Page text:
Gandhinagar: The white bandages on Chirag Dashratbhai Parmar's head have become a sign of the continuing caste violence against Dalits in Gujarat.
- Dalits say they fear for their lives due to increasing cow vigilantism
- Charamkar community says come what may, they won't remove carcasses again
- In Surendranagar, trucks piled with carcasses were dumped at collectorate
Earlier this week, Dashratbhai, a resident of Gandhinagar district, was beaten by land-owning Chaudharys when he refused to remove dead cattle.
His refusal is a mark of protest by the "Charamkar" community -- the second largest Dalit sub-caste in the state, who form the lowest rung in the leather industry, skinning dead cattle for a living - to boycott the work they have been made to do for centuries.
Dashratbhai's protest went further. Normally a reticent man, he filed a complaint about the assault after which four men were arrested.
It was what happened at Una which changed him, he said. The atrocity, which made headlines across the country, proved the turning point for Dalits like him.
On July 11, four young Dalit men were barbarically stripped, flogged and dragged behind an SUV in Una. A video clip of the incident travelled across the state triggered spontaneous protests.
The hereditary profession of skinning dead cattle comes with a stigma as old as the caste system. Untouchability, exclusion and discrimination have been an eternal part of the community's reality. But the latest threat -- rampant cow vigilantism -- brings with it a threat to life.
Hirabhai Ramjibhai Chavada, a community elder, said the mushrooming cow protection organisations walk around with swords and lathis. "They stop us at will, take money from us and often beat us. The police don't say anything. "
So after Una, they decided not to work. "We will not clear dead animals, nor skin them even if we starve," he said.
The protests are peaceful, spontaneous and dramatic. In Surendranagar, trucks piled up with carcasses were dumped at the collector's office as a symbol of the boycott.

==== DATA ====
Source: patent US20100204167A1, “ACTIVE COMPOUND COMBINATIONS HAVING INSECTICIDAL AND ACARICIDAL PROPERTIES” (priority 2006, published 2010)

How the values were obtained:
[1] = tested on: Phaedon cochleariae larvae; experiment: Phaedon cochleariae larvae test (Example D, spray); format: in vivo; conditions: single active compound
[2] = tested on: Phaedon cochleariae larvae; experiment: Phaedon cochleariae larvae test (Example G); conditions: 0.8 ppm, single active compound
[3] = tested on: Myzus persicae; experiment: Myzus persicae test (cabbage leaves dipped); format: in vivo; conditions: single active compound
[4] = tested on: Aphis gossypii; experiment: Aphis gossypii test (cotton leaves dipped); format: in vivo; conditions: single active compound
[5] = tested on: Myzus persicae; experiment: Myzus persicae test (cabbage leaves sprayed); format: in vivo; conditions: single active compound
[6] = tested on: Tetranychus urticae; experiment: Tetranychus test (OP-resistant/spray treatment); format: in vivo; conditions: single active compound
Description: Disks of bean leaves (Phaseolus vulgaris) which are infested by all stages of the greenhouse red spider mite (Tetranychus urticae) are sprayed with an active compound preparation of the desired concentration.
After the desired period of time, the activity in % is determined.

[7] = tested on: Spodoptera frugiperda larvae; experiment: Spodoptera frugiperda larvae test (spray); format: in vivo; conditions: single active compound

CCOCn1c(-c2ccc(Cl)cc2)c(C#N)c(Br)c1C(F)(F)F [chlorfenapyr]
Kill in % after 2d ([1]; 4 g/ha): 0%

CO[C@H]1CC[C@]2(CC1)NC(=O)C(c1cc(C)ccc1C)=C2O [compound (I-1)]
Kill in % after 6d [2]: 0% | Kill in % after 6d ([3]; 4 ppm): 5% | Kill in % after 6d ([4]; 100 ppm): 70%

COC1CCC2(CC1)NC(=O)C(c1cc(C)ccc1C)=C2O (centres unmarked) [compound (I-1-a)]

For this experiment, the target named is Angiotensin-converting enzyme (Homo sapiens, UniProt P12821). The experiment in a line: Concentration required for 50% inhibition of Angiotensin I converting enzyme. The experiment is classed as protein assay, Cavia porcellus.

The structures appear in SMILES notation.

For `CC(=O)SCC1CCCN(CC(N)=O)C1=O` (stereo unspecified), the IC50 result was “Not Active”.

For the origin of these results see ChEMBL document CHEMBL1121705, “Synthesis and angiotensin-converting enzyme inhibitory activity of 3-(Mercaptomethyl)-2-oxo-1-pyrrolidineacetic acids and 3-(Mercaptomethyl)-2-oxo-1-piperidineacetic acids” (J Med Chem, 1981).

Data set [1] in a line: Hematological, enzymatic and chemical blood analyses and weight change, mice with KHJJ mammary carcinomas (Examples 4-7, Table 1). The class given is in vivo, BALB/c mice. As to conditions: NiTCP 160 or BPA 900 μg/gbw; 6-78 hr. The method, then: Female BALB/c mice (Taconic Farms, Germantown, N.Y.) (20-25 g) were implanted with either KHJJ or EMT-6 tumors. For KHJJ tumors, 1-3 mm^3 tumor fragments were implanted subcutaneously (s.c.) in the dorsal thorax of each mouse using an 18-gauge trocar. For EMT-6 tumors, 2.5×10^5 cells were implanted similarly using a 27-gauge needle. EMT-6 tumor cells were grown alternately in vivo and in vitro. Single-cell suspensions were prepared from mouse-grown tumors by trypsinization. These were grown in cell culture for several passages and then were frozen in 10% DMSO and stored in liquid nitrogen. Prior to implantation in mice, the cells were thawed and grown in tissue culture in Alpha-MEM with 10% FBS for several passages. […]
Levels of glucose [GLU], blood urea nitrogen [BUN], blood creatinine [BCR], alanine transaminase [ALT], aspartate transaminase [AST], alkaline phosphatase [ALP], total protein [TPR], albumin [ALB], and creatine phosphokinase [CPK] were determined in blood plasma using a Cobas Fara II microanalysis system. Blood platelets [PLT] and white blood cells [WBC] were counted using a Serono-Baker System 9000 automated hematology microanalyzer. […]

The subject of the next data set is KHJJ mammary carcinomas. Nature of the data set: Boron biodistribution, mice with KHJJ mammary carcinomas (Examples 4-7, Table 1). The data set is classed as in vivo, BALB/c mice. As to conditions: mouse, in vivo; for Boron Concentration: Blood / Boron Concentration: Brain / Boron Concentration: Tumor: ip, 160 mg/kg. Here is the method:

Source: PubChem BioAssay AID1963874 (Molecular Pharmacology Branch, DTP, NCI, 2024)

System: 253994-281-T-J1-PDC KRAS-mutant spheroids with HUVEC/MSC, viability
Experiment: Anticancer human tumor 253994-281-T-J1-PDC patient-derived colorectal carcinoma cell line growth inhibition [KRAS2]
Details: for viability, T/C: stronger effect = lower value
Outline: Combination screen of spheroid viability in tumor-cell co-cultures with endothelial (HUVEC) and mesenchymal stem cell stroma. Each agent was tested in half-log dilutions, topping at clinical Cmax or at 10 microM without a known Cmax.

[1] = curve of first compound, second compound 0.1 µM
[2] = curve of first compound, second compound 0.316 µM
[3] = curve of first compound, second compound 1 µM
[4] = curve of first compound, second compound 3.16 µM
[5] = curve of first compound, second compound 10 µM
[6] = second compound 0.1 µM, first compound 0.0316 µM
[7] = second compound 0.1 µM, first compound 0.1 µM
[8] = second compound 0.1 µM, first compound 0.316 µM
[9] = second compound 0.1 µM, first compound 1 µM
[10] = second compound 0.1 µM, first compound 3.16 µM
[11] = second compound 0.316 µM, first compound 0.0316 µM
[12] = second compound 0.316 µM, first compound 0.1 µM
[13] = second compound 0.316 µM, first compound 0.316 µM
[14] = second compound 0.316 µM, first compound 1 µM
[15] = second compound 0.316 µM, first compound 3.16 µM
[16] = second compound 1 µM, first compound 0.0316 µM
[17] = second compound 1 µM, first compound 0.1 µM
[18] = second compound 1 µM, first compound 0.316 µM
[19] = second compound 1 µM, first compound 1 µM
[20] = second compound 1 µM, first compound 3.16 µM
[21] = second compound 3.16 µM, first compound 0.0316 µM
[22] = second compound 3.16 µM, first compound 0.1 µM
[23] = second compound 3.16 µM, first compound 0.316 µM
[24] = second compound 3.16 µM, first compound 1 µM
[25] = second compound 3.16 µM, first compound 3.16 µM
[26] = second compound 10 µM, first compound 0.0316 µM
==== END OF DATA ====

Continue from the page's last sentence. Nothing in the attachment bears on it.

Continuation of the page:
The protest has disturbed equations in a society used to having its debris and dead animals cleared by a community it considers impure.
There's shock that these men are refusing to do what they have been tasked with for centuries. Varsha Ben, a resident of Surendranagar, who has been calling the "Chamar boys" to pick up the dead cow that's been lying outside her house for three days, says they keep cutting her call.
Social scientist Achyut Yagnik, a long-time observer of caste dynamics in Gujarat politics, says what is happening is unprecedented.
"For the first time in Saurashtra, all Dalit sub-castes have been mobilised and the protests have spread throughout the region," he said.
During the '80s anti-reservation agitation by upper castes, there were Dalit protests. But the resistance was scattered. Now, after 30 years, a protest is "spreading beyond to North Gujarat, even to Modi's own village."
"We hope the issue is resolved quickly as we simply don't have the means to clear these carcasses," says a harassed looking Girish Kumar Saraiya, chief officer of the local municipality.
Over the last 10 days, the municipality had to bury 150 carcasses. They had to hire migrant labourers as upper-caste workers find this work 'polluting'. "Now, even the Dalit workers have refused to do it," he said, unaware of how revealing his use of the word "even" is.